Bucking weak conditions for the overall dynamic random access memory (DRAM) market in 2011, DRAM shipments for tablets are expected to explode by a factor of more than nine this year, according to new IHS iSuppli research.
DRAM shipments this year for tablet devices are projected to reach 353.3 million gigabits (Gb), up a staggering 834.7 percent from a mere 37.8 million in 2010. Shipments of tablet DRAM—the main memory component in these devices—will continue to rise during the years to come, surging to 1.0 billion Gb in 2012, to 2.2 billion Gb in 2013 and to 3.5 billion Gb in 2014.
“The DRAM industry is receiving a major boost from tablets, the undisputed stars of this year’s Consumer Electronics Show (CES) in Las Vegas,” said Mike Howard, principal analyst for DRAM & memory at IHS. “At the show, new tablets such as the Xoom from Motorola Inc. and the BlackBerry Playbook from Research in Motion joined recently released rival products made by Samsung Electronics and Dell Inc.—devices all intended to dent the overwhelming lead for Apple Inc.’s iPad.”
Worldwide tablet shipments this year are forecast to hit 57.6 million, up from 17.1 million in 2010. Shipments will continue to climb during the next few years.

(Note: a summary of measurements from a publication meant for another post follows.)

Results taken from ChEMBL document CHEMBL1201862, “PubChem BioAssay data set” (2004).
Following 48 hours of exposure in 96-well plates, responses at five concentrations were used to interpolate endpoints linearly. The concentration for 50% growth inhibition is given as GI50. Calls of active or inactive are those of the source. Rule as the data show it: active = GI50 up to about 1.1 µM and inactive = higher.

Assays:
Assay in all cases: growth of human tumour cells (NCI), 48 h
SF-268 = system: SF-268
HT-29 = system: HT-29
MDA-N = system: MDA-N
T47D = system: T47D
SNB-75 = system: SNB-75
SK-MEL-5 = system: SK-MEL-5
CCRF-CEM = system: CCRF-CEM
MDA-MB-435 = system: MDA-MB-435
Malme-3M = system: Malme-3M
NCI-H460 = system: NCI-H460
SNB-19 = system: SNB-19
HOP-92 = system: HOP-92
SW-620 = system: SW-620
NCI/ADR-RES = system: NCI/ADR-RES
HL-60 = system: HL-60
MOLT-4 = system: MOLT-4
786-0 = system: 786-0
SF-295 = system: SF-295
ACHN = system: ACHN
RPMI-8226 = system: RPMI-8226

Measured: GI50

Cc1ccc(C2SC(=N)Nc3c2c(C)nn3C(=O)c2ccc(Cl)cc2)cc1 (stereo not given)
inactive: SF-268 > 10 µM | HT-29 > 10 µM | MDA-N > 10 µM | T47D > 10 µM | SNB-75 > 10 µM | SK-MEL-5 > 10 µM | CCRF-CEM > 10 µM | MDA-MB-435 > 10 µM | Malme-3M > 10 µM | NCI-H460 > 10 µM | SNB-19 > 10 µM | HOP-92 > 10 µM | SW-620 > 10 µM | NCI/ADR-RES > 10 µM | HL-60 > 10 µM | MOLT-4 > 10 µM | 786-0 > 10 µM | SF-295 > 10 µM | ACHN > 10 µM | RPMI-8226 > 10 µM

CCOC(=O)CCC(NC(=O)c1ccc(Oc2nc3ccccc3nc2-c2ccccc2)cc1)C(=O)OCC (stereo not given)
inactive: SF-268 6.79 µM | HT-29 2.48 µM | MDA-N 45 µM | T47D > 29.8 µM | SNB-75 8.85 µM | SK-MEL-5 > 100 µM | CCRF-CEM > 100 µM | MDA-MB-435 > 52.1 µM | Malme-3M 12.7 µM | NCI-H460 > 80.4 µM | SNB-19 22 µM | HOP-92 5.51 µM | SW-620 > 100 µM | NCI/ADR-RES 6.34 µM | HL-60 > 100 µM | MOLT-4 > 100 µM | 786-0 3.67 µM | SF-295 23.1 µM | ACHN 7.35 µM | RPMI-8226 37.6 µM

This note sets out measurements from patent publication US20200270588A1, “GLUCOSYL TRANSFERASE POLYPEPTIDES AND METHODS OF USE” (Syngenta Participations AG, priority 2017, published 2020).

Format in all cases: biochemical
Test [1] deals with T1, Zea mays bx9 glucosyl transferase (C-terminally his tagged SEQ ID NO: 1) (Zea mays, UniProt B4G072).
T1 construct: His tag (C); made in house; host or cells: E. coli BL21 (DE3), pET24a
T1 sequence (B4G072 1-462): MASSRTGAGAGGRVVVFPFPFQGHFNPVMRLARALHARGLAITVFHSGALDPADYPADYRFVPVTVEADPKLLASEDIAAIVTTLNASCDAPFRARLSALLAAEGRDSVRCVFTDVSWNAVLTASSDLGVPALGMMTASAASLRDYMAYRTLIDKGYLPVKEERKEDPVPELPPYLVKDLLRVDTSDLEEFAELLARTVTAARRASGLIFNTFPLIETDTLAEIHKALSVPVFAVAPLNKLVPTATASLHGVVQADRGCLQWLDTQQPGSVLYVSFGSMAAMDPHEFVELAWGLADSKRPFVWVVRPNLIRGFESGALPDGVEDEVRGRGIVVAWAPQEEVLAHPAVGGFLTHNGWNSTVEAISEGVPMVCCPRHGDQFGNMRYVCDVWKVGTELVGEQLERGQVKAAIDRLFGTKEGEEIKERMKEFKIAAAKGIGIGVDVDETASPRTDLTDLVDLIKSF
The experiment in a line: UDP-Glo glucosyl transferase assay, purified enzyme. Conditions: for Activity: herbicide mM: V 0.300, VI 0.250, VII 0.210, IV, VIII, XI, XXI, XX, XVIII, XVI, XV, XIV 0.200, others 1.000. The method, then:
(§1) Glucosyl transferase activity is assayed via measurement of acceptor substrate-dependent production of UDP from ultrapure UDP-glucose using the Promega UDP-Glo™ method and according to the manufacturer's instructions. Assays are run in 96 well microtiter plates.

The strength of memory shipments for tablets contrasts with the weak performance of the overall DRAM market in 2011, where continually retreating average selling prices are expected to spur an 11.8 percent decline in revenue this year.
Tablet Challenges for DRAM Suppliers
Despite the heady opportunities presented by tablets for the memory industry, some challenges could be in store for DRAM suppliers.
A first challenge concerns the amount of DRAM used by tablets. Many compelling tablet models shown at this year’s CES contained 1 gigabyte (GB) of mobile DRAM—far less than the average 3.2GB of memory used at the end of the fourth quarter in 2010 for PCs—the single largest segment that uses DRAM. Furthermore, while the majority of tablets at the show used the more expensive mobile DRAM, there also were tablets running ARM microprocessors utilizing commodity DRAM—potentially a damaging trend for DRAM companies in light of commodity DRAM’s lower margins.
A second test centers on worries that tablets will eat into some PC sales, especially netbooks, which boast similar computing power to tablets. Although netbooks offer the advantage of lower prices, the light weight and long battery life of tablets increase their attractiveness for many consumers. As a result, sales of netbooks stand in serious danger of being cannibalized by tablets, Howard noted.
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